We examine whether the provision of nonaudit services (NAS) by incumbent auditors is associated with a reduction in the extent to which earnings reflect bad news on a timely basis (that is, news‐based conservatism). Reduced conservatism is expected to occur if relatively high levels of NAS result in reduced auditor independence and, ultimately, lower‐quality auditing. Because client‐specific demand for NAS is expected to vary, our proxy for the auditor‐client economic bond is the extent to which NAS purchases (relative to audit fees) are greater or less than expected. Using several different methods for identifying news‐based conservatism, we consistently find that higher than expected levels of NAS are not associated with reduced conservatism. This result is robust to allowing for endogenous NAS demand, as well as several explicit factors that may be associated with differences in conservatism. Similar conclusions arise from tests that use alternative measures of the economic bond between auditors and their clients, as well as in tests confined to either the Big 6 or non‐Big 6 audit firms. Our results are consistent with factors such as market‐based incentives, the threat of litigation, and alternative governance mechanisms offsetting any expected benefits to the audit firm from reducing its independence. We therefore conclude that recent legislative intervention aimed at restricting the supply of NAS is unlikely to result in increased independence in fact, although independence in appearance may be improved.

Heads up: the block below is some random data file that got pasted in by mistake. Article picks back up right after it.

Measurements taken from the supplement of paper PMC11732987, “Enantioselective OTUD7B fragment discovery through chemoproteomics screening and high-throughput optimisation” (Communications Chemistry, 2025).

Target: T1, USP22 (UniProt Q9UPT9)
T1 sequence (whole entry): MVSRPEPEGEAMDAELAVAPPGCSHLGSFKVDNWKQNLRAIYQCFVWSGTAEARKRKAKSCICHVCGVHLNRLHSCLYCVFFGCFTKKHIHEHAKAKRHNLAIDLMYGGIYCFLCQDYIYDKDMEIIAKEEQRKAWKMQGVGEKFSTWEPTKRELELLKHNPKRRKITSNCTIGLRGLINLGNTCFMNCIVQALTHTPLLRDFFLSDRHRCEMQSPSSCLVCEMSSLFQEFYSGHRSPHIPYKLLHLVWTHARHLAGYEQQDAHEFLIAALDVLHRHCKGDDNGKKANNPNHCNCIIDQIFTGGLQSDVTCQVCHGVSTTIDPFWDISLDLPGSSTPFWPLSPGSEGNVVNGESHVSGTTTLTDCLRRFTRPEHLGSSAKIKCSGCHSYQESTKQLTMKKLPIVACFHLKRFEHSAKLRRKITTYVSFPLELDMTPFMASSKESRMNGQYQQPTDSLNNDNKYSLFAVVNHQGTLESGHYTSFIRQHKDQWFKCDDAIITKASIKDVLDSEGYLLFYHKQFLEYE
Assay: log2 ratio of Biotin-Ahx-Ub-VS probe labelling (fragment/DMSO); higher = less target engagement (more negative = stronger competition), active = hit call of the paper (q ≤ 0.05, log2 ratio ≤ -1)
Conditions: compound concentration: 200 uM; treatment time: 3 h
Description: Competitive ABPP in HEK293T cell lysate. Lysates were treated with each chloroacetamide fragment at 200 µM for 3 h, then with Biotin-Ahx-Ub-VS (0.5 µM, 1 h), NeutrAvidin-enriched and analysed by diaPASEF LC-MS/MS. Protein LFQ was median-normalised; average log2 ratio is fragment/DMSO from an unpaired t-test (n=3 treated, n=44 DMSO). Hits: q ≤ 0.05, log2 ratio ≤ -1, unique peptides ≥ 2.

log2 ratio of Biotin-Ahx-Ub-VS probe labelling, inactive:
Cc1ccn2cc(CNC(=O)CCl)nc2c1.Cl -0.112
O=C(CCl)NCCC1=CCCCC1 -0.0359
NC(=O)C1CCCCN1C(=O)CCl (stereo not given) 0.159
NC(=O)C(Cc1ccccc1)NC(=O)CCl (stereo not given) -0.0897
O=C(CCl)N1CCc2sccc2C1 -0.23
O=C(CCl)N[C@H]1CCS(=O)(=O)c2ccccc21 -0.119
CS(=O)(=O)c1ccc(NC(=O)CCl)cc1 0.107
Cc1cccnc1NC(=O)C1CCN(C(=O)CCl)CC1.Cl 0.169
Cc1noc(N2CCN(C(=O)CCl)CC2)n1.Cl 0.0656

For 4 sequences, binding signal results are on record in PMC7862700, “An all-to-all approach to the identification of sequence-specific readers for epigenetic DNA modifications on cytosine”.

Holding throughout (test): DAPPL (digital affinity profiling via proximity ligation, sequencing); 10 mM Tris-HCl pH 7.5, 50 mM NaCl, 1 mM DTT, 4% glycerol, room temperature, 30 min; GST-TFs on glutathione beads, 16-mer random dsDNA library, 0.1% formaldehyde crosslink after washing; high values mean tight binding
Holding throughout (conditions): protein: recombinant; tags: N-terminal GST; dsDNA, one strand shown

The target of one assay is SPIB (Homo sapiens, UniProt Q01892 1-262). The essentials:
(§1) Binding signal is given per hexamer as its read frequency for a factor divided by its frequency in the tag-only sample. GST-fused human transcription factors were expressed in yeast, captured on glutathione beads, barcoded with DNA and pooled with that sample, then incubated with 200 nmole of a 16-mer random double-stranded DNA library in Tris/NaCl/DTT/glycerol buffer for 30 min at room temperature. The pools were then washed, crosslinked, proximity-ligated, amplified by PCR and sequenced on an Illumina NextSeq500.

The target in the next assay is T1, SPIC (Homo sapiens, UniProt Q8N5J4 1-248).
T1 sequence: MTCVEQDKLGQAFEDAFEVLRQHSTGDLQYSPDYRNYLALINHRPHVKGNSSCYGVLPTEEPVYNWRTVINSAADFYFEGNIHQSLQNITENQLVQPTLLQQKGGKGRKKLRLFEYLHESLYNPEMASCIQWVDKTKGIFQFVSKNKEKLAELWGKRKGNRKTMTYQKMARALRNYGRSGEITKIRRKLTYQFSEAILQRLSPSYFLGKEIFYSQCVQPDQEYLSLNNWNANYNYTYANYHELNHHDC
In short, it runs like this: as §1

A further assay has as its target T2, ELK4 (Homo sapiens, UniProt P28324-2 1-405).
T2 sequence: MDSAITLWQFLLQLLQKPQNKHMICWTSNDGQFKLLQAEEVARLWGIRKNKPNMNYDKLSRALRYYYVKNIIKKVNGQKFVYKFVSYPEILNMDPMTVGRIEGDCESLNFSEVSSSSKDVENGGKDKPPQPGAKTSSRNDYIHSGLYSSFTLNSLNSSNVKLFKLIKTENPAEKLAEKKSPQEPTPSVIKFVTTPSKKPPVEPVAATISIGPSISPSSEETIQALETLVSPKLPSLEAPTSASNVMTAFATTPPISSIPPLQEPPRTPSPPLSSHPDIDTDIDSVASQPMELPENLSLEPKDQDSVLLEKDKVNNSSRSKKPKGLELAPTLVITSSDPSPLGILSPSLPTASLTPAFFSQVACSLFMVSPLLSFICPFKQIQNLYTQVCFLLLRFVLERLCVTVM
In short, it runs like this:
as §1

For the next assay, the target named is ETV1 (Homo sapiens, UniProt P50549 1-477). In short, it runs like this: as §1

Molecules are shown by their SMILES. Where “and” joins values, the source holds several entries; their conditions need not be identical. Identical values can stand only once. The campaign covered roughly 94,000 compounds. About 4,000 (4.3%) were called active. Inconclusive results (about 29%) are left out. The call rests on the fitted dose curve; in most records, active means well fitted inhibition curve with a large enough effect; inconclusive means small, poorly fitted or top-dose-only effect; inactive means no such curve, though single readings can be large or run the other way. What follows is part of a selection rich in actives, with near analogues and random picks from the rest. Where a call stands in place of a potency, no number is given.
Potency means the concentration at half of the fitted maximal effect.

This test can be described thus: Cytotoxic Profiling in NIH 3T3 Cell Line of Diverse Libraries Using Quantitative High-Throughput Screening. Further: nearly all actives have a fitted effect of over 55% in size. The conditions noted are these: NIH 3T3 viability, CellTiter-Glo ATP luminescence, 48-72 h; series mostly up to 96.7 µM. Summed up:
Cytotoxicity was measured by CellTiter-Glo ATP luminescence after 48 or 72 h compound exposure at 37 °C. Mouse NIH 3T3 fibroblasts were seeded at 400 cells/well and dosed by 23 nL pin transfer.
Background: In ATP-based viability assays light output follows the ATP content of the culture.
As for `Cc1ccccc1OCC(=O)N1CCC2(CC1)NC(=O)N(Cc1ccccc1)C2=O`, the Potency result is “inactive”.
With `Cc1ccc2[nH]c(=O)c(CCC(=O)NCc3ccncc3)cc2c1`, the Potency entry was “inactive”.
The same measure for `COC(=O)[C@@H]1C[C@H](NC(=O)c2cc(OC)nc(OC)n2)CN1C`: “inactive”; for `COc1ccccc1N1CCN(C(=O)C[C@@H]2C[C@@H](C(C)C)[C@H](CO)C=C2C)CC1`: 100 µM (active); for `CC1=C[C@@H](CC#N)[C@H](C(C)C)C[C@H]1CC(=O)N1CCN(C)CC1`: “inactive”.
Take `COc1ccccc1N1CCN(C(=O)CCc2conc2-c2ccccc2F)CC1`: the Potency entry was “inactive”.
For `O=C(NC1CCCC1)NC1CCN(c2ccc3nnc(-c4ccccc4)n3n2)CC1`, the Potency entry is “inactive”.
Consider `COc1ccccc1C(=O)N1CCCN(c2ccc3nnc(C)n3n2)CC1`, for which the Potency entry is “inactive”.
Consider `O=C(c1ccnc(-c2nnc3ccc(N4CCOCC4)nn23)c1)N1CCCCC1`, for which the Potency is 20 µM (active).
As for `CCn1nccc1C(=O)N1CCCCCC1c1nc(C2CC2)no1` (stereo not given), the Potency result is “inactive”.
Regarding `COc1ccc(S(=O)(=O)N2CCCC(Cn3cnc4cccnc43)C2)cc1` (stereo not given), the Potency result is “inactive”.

Contemporary Accounting Research – Wiley
Published: Sep 1, 2006
It’s your single place to instantly
discover and read the research
that matters to you.
Enjoy affordable access to
over 18 million articles from more than
15,000 peer-reviewed journals.
All for just $49/month
Query the DeepDyve database, plus search all of PubMed and Google Scholar seamlessly
Save any article or search result from DeepDyve, PubMed, and Google Scholar... all in one place.
Get unlimited, online access to over 18 million full-text articles from more than 15,000 scientific journals.
Read from thousands of the leading scholarly journals from SpringerNature, Elsevier, Wiley-Blackwell, Oxford University Press and more.
All the latest content is available, no embargo periods.
“Hi guys, I cannot tell you how much I love this resource. Incredible. I really believe you've hit the nail on the head with this site in regards to solving the research-purchase issue.”Daniel C.
“Whoa! It’s like Spotify but for academic articles.”@Phil_Robichaud
“I must say, @deepdyve is a fabulous solution to the independent researcher's problem of #access to #information.”@deepthiw
“My last article couldn't be possible without the platform @deepdyve that makes journal papers cheaper.”@JoseServera